“Some have called Hamas’s attack a ‘colossal failure’ of the Israeli military and intelligence apparatus. Others, mostly diplomats and political leaders from the West and beyond, have labelled it an ‘unprovoked’ ‘terrorist’ act while insisting that Israel has the ‘right to defend itself’. But nothing about this operation is surprising or unprovoked. Neither is it just the result of gaps in Israeli security measures. It is a response that is to be expected from the Palestinian people, who have faced Israeli settler colonial rule and occupation for decades,” Sen wrote. “It is also not surprising that the Palestinian armed factions rely on asymmetric tactics and stealth. That is because they are up against one of the most sophisticated and well-funded armed forces in the world.”
“Gaza has also been under debilitating siege for 16 years, which has taken a heavy toll on its people but has failed to destroy their will to resist,” Sen said. “But all these years of tragedy and suffering have not killed the Palestinian spirit of resistance… In fact, what appears to be the largest military response by Palestinians in decades was an inevitable development, an act of resistance and a reaction to the suffering of the people of Gaza under a brutal blockade and occupation. It is part of the Palestinian struggle for freedom, and it solidifies Gaza’s place at the heart of it.”
In CounterPunch, David Rovics praised “the Gaza Ghetto Uprising,” comparing the attack to the Warsaw Ghetto Uprising in 1943.
“If half-starving people with no clean water or the ability to travel outside of their ghetto launch any kind of uprising, the obvious context is the fact that they were under siege, living in a walled ghetto, prevented from importing the things they need to survive and prevented from traveling. This is the obvious reason for any people living in such conditions to rise up against their occupying power. But instead, we are fed a narrative that begins with the ghetto uprising, without any explanation for the basic nature of the situation, that is, that an occupying army is forcing people to live and starve in a walled ghetto,” Rovics said.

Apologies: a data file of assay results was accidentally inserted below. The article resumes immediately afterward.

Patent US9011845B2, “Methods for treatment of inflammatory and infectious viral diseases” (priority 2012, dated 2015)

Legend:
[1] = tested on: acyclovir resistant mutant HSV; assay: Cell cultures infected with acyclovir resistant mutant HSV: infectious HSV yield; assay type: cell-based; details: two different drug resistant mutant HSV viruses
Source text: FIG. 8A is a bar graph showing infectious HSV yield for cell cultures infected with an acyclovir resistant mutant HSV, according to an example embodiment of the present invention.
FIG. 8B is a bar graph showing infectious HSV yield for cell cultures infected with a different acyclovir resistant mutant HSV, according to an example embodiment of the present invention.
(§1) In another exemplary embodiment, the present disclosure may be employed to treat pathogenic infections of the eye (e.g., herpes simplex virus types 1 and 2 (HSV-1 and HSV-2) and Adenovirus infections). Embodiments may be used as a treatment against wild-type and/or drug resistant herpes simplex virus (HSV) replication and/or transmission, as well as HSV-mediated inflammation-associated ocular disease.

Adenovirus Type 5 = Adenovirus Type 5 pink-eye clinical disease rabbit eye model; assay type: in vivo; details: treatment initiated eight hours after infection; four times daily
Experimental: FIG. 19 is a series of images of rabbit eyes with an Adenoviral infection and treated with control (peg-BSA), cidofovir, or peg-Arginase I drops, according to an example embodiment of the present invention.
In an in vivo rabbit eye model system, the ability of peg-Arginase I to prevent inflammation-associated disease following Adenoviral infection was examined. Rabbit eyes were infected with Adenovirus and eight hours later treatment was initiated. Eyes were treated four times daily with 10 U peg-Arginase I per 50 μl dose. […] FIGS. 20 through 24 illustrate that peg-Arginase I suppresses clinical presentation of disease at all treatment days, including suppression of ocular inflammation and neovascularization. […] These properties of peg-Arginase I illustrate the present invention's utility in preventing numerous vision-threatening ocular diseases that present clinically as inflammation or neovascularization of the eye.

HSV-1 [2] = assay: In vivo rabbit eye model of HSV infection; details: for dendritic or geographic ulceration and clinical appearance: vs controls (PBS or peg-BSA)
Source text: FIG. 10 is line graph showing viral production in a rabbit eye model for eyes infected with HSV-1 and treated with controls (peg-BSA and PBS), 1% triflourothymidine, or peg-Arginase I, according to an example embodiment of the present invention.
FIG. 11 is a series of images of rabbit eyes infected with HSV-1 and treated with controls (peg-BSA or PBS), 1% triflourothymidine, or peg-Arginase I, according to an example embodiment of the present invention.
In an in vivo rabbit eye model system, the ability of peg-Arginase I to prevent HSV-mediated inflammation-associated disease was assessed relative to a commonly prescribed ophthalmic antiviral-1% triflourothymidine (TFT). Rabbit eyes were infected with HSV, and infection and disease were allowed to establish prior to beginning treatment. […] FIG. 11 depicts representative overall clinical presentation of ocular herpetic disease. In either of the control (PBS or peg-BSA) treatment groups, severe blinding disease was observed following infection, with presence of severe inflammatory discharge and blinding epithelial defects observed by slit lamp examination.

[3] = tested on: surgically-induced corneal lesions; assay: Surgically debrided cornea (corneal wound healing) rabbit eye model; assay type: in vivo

“Physically fighting back against an occupying army, according to international law that all the countries in the world have signed on to long ago, is justified, and is not ‘terrorism.’ You’d have to be very lucky to tune in during one of the very brief moments when international law might ever be mentioned in one of these western news stories about this uprising. International law is only apparently relevant when it comes to the Russian invasion of Ukraine, or other incidents where it seems convenient to mention.”
- The Haaretz editorial board, a liberal Israeli newspaper, criticized Netanyahu for the attack.
- In MSNBC, Nayyera Haq said Israeli and Palestinian leaders have failed their people miserably.
- Haggai Matar, an Israeli writer, said this was “not an unprovoked attack.”
- In Tablet, Liel Leibovitz said America betrayed Israel by trying to strengthen Iran in the Middle East.
- In The Washington Post, Daoud Kuttab, a Palestinian journalist, said the U.S. should respond to the attack by recognizing the Palestinian state.
Reminder: "My take" is a section where I give myself space to share my own personal opinion. If you have feedback, criticism, or compliments, don't unsubscribe. Write in by replying to this email, or leave a comment.
People ask me all the time if I am "pro-Israel" because I am a Jew who has lived in Israel, and my answer is that being "pro-Israel" or being "pro-Palestine" or being a "Zionist" does not properly capture the nuance of thought most people do or should have about this issue. It certainly doesn't capture mine.
I have a lot to say. I’ve spent the last 72 hours writing, texting, and talking to Israelis, Jews, Muslims, and Palestinians. Much of my reaction is going to piss off people on "both sides," but I am exhausted and hurting and I do not think there is any way to discuss this situation without being radically honest about my views. So I'm going to try to say what I believe to be true the best I can.